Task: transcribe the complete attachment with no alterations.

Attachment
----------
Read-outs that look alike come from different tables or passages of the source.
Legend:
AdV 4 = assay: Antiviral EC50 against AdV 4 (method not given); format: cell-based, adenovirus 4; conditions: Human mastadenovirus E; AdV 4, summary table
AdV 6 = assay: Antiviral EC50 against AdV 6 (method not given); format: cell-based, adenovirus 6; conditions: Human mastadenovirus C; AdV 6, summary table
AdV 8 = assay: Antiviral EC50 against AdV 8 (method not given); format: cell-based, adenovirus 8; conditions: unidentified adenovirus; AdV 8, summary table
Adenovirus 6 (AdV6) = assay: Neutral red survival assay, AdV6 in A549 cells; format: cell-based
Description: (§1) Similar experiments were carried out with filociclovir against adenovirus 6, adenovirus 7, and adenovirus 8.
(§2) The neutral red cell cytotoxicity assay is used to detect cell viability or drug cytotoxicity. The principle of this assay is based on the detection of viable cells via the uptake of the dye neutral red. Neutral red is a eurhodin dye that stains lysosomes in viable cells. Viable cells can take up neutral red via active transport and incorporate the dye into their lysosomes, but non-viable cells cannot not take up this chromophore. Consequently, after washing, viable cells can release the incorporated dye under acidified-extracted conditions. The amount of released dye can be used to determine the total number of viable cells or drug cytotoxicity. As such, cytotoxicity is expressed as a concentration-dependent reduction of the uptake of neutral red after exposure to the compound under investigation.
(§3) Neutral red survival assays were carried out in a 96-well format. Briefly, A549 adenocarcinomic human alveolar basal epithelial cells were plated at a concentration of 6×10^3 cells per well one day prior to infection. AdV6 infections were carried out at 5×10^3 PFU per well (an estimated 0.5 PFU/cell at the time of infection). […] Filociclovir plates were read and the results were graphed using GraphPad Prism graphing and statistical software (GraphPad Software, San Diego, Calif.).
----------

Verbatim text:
Read-outs that look alike come from different tables or passages of the source.
Legend:
AdV 4 = assay: Antiviral EC50 against AdV 4 (method not given); format: cell-based, adenovirus 4; conditions: Human mastadenovirus E; AdV 4, summary table
AdV 6 = assay: Antiviral EC50 against AdV 6 (method not given); format: cell-based, adenovirus 6; conditions: Human mastadenovirus C; AdV 6, summary table
AdV 8 = assay: Antiviral EC50 against AdV 8 (method not given); format: cell-based, adenovirus 8; conditions: unidentified adenovirus; AdV 8, summary table
Adenovirus 6 (AdV6) = assay: Neutral red survival assay, AdV6 in A549 cells; format: cell-based
Description: (§1) Similar experiments were carried out with filociclovir against adenovirus 6, adenovirus 7, and adenovirus 8.
(§2) The neutral red cell cytotoxicity assay is used to detect cell viability or drug cytotoxicity. The principle of this assay is based on the detection of viable cells via the uptake of the dye neutral red. Neutral red is a eurhodin dye that stains lysosomes in viable cells. Viable cells can take up neutral red via active transport and incorporate the dye into their lysosomes, but non-viable cells cannot not take up this chromophore. Consequently, after washing, viable cells can release the incorporated dye under acidified-extracted conditions. The amount of released dye can be used to determine the total number of viable cells or drug cytotoxicity. As such, cytotoxicity is expressed as a concentration-dependent reduction of the uptake of neutral red after exposure to the compound under investigation.
(§3) Neutral red survival assays were carried out in a 96-well format. Briefly, A549 adenocarcinomic human alveolar basal epithelial cells were plated at a concentration of 6×10^3 cells per well one day prior to infection. AdV6 infections were carried out at 5×10^3 PFU per well (an estimated 0.5 PFU/cell at the time of infection). […] Filociclovir plates were read and the results were graphed using GraphPad Prism graphing and statistical software (GraphPad Software, San Diego, Calif.).